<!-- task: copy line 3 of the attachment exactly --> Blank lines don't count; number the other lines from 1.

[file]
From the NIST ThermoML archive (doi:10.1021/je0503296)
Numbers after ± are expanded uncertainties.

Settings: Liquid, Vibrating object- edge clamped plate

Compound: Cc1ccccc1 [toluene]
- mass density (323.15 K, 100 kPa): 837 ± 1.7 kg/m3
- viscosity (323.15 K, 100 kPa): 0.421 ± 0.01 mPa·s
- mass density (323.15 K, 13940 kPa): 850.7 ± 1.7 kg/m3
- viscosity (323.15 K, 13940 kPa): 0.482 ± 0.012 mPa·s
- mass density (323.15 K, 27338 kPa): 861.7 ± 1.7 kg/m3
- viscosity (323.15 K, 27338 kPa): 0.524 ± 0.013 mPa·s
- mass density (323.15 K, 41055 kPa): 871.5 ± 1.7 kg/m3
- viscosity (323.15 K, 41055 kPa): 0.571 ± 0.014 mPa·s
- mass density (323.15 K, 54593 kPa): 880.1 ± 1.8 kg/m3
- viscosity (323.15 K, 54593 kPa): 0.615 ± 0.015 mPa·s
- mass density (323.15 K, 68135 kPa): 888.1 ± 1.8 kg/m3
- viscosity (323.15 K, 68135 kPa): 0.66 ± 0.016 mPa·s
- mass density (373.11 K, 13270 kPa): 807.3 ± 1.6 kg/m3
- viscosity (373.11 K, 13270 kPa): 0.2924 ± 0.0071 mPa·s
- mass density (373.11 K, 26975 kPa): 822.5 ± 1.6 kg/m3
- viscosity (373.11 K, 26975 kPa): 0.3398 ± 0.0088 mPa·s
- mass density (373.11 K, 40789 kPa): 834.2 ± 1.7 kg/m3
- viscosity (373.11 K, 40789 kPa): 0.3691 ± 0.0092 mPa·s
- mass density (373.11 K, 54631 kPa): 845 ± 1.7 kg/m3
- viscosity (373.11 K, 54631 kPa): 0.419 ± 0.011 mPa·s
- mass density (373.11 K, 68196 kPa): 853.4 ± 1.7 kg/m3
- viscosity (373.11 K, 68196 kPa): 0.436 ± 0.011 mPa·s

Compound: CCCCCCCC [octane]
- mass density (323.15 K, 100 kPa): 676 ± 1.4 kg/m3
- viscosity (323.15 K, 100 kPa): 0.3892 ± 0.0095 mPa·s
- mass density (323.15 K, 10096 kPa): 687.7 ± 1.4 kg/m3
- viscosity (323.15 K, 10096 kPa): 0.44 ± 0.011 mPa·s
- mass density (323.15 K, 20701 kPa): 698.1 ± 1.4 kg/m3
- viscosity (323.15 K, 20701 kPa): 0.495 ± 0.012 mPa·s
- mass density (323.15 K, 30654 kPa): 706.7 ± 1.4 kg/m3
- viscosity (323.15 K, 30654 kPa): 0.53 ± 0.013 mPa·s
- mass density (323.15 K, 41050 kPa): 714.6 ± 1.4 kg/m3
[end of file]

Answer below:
Settings: Liquid, Vibrating object- edge clamped plate